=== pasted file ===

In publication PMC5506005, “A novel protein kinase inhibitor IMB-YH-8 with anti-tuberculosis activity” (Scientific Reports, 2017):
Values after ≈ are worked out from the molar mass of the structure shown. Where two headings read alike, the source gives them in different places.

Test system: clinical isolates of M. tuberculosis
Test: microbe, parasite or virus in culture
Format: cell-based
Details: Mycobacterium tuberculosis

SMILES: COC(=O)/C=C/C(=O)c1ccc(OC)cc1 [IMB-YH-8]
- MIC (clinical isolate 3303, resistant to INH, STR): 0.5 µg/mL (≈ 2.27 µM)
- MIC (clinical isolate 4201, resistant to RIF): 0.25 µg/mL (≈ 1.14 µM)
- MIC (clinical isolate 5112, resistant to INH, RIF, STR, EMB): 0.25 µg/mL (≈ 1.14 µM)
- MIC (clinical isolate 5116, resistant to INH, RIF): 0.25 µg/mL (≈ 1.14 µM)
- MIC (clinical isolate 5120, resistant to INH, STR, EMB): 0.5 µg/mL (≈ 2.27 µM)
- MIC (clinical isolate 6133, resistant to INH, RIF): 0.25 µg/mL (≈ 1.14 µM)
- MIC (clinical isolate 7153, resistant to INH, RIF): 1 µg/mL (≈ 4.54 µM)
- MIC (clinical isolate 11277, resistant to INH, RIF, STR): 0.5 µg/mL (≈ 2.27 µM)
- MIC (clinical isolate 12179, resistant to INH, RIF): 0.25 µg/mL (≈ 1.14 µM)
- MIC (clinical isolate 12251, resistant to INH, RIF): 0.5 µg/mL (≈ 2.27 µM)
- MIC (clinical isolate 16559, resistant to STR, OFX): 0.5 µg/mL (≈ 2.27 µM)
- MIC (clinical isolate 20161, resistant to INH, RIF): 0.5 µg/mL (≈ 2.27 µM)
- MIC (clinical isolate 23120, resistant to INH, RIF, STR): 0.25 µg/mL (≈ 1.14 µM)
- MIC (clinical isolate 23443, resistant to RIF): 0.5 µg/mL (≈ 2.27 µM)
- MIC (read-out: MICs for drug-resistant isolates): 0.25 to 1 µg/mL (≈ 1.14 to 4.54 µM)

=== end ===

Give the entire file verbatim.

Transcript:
In publication PMC5506005, “A novel protein kinase inhibitor IMB-YH-8 with anti-tuberculosis activity” (Scientific Reports, 2017):
Values after ≈ are worked out from the molar mass of the structure shown. Where two headings read alike, the source gives them in different places.

Test system: clinical isolates of M. tuberculosis
Test: microbe, parasite or virus in culture
Format: cell-based
Details: Mycobacterium tuberculosis

SMILES: COC(=O)/C=C/C(=O)c1ccc(OC)cc1 [IMB-YH-8]
- MIC (clinical isolate 3303, resistant to INH, STR): 0.5 µg/mL (≈ 2.27 µM)
- MIC (clinical isolate 4201, resistant to RIF): 0.25 µg/mL (≈ 1.14 µM)
- MIC (clinical isolate 5112, resistant to INH, RIF, STR, EMB): 0.25 µg/mL (≈ 1.14 µM)
- MIC (clinical isolate 5116, resistant to INH, RIF): 0.25 µg/mL (≈ 1.14 µM)
- MIC (clinical isolate 5120, resistant to INH, STR, EMB): 0.5 µg/mL (≈ 2.27 µM)
- MIC (clinical isolate 6133, resistant to INH, RIF): 0.25 µg/mL (≈ 1.14 µM)
- MIC (clinical isolate 7153, resistant to INH, RIF): 1 µg/mL (≈ 4.54 µM)
- MIC (clinical isolate 11277, resistant to INH, RIF, STR): 0.5 µg/mL (≈ 2.27 µM)
- MIC (clinical isolate 12179, resistant to INH, RIF): 0.25 µg/mL (≈ 1.14 µM)
- MIC (clinical isolate 12251, resistant to INH, RIF): 0.5 µg/mL (≈ 2.27 µM)
- MIC (clinical isolate 16559, resistant to STR, OFX): 0.5 µg/mL (≈ 2.27 µM)
- MIC (clinical isolate 20161, resistant to INH, RIF): 0.5 µg/mL (≈ 2.27 µM)
- MIC (clinical isolate 23120, resistant to INH, RIF, STR): 0.25 µg/mL (≈ 1.14 µM)
- MIC (clinical isolate 23443, resistant to RIF): 0.5 µg/mL (≈ 2.27 µM)
- MIC (read-out: MICs for drug-resistant isolates): 0.25 to 1 µg/mL (≈ 1.14 to 4.54 µM)